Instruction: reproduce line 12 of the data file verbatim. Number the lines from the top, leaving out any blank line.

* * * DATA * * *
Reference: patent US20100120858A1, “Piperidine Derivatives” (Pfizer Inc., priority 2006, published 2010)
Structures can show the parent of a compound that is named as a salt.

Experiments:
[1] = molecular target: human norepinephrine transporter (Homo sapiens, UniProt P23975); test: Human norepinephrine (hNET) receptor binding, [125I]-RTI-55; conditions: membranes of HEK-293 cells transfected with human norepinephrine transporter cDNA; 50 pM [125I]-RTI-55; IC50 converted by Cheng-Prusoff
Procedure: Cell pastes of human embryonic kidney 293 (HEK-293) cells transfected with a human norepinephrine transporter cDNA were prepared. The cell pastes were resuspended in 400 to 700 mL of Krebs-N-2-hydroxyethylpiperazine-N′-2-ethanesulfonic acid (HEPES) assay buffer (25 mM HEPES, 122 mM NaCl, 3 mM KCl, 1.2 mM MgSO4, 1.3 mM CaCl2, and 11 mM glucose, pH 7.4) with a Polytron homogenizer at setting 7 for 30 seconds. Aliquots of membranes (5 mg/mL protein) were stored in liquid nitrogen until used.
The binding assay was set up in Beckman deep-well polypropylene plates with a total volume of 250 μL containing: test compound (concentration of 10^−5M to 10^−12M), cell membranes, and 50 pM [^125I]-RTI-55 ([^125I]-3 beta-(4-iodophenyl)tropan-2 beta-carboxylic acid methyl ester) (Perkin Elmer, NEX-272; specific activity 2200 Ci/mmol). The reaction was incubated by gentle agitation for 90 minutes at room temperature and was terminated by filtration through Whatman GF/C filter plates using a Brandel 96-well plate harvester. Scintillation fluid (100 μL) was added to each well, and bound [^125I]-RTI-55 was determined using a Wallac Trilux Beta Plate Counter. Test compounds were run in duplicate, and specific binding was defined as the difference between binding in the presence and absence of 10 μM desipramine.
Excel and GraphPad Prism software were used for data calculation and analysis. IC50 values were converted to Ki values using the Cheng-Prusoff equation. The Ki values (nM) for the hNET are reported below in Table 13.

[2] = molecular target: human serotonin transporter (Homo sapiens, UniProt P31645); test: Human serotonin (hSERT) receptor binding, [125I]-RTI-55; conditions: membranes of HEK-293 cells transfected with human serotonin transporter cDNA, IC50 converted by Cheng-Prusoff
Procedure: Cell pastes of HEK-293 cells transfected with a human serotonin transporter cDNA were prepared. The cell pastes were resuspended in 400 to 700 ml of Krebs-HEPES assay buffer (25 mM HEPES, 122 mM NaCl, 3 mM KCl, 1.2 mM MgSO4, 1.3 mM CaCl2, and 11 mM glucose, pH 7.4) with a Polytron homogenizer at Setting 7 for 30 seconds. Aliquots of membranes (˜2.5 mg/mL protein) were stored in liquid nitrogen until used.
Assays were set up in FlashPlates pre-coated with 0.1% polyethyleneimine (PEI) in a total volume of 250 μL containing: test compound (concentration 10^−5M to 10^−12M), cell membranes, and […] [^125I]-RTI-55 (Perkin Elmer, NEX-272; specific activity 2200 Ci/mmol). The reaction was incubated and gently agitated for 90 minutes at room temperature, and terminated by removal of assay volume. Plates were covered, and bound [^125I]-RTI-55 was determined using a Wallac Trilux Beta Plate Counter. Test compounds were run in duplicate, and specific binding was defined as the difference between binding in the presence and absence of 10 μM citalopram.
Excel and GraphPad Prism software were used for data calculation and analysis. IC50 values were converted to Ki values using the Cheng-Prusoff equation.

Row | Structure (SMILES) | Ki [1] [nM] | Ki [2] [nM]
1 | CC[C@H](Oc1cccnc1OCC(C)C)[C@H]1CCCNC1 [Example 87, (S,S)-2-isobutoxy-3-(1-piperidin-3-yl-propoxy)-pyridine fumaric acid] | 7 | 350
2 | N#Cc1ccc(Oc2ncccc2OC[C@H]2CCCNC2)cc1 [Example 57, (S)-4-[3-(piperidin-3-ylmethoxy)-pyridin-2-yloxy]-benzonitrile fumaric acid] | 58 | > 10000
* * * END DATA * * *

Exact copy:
Row | Structure (SMILES) | Ki [1] [nM] | Ki [2] [nM]